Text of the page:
You won’t find the Cougars playing any of these soon, but we can only hope.
The world is full of strange stuff, strange bugs, strange plants, strange fish (seriously, there are some really messed up fish), but we often forget that we as humans come up with some strange stuff, too. With our love of sport, we can sometimes get a tad bored with the usual fare. Football and hockey are nice and all, but where is something new? Well, I am here to enlighten you all. Here is a list of five strange sports.
- Muggle Quidditch
Alright, this one most people have heard of but it is still a sight to be seen. Muggle quidditch is based on a sport invented within the Harry Potter film and book series written by J.K. Rowling. In the books, young witches and wizards fly around on broomsticks throwing quaffles through rings, smashing bludgers into the opposing team and, hopefully, catching the golden snitch to automatically end the game.
As you may have noticed, we currently don’t have flying broomsticks, so some dedicated HP fans created a more non-magic friendly version of the game. The quaffle is just a deflated volleyball, thrown through the rings; the bludger, a deflated dodgeball thrown to stop the progress of people in possession of a quaffle, and the Snitch is just a person in yellow shorts with a tennis ball in a sock, taped to them like a tail. The game is ended once one team’s seeker catches the snitch. Muggle quidditch also has a strict ruling that no more than four of the seven people on the field at any time can identify as the same gender, thusly creating a truly inclusive co-ed environment that is also friendly to all of you folks who don’t identify with the gender binary. Regina even has its own Quidditch Club, which you can find on Facebook.
- Speed Stacking
This sport has become incredibly popular worldwide since it’s inception in 1981. The object of the game is to stack specialized plastic cups in a particular order, typically a pyramid, and then to deconstruct it as fast as you possibly can. Competitive speed stacking is typically geared towards those under 18, but that doesn’t mean that you should deprive yourself if you have a really strong desire to stack cups. Many scientific studies have been done on speed stacking to measure its effect on children, and most of these studies came to find that speed stacking was increasing hand-eye coordination, cooperation, ambidexterity, and in one study, even reading comprehension in those who participated.
The world record holder for fastest 3-3-3 pyramid is William Orrell who was able to build and deconstruct a nine cup-high pyramid in only 1.363 seconds. Is there a university that offers cup-stacking scholarships? [Editor’s Note: No, but I hear that the U of R is close]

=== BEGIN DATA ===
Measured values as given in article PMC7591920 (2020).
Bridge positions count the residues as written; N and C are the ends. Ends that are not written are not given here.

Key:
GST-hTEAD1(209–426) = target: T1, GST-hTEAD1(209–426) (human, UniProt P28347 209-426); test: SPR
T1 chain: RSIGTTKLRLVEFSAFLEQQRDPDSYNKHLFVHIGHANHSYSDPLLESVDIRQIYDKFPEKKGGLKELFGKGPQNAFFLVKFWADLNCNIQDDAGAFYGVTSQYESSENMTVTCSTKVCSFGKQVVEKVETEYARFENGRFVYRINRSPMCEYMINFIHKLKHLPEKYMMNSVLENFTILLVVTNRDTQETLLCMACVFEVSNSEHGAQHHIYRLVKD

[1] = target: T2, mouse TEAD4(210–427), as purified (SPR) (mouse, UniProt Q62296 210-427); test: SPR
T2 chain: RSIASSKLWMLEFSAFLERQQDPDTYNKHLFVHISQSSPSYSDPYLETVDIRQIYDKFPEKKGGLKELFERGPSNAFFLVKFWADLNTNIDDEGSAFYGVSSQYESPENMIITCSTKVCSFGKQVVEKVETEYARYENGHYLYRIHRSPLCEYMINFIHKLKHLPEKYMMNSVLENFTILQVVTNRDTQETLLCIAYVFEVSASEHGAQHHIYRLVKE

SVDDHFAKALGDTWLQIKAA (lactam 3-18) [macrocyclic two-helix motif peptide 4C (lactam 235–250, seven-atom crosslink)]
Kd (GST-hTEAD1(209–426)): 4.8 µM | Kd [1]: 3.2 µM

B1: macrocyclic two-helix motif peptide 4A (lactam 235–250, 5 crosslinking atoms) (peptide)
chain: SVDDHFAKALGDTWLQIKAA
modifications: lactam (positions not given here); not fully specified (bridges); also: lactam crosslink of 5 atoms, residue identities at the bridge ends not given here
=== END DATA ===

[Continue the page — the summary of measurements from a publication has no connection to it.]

- Cheese Rolling
What pairs really well with a nine-pound wheel of double Gloucester cheese? Why, going up to 70mph down a hill of course! A Zinfandel wine isn’t a bad choice either. Every year on Cooper’s Hill near Gloucester, England, people from around the world gather to chase a cheese wheel down a hill. No, seriously. That’s it. Be the first down the hill and you win the cheese. Cheese rolling’s origins came from a local festival that still had the same fundamental object of “chase cheese to win cheese.”
It is unclear as to the exact start date of the local tradition, but in more recent years, it has expanded to become a tourist attraction, and even has American and Japanese champions. There is a long-held pre- and post-event ritual of going to a local bar and drinking up courage/drinking away injuries, as well as discussions of tactics.
The event, while no longer fully “official” due to the large number of injuries sustained every single year, has proceeded without any management and through the donation of the local St. John’s Ambulance chapter’s time to attend to any injuries suffered from careening down 200 yards of hill, or spectators being struck by the cheese itself. In my humble opinion, any sport where the grand prize is cheese holds a place near and dear to my heart.
- Underwater Hockey
Alright, scenario: It is a blistering July day here in Saskatchewan. It is right in the midst of summer but you still can’t shake that hockey feeling. No NHL games on TV, the ice rink is overrated, and you have all of these snorkels and flippers just lying around. The obvious conclusion is underwater hockey! The game is played in a similar fashion to regular hockey, just under water. Two teams of six compete to push the puck into the opposing team’s goal. The puck, typically made of lead, sits at the bottom of the pool and can be lofted and passed to teammates. The sticks or “pushers” are short, often no longer than 35cm.
Unfortunately, for very obvious reasons, underwater hockey is not a very accommodating spectator sport. This sport was originally devised as a way to keep professional and competitive swimmers active during the offseason. This sport is played all over the planet, with an international competition being held in Canada in the 1980s.
- Chess Boxing
This one actually makes me really intrigued. Chess boxing is as simple as it sounds, eleven rounds, alternating between six of boxing, five of chess, three minutes for each round. Chess and boxing are my two favorite sports on opposite ends of the spectrum, so them combined just makes watching matches easier. The game has five potential ways to end: KO, TKO, checkmate, exceeding the time limit, or resignation. This sport is also interesting because it forces competitors to switch almost instantly from a physical bout to a mental bout. Chess boxing is also relatively new, having only gone international in 2013.
It is garnering enough appeal that even a few professional boxers have tried their hand at the newly emerging sport. It takes a pretty specific skill set to be able to play a full game of chess after your head has just been beaten in.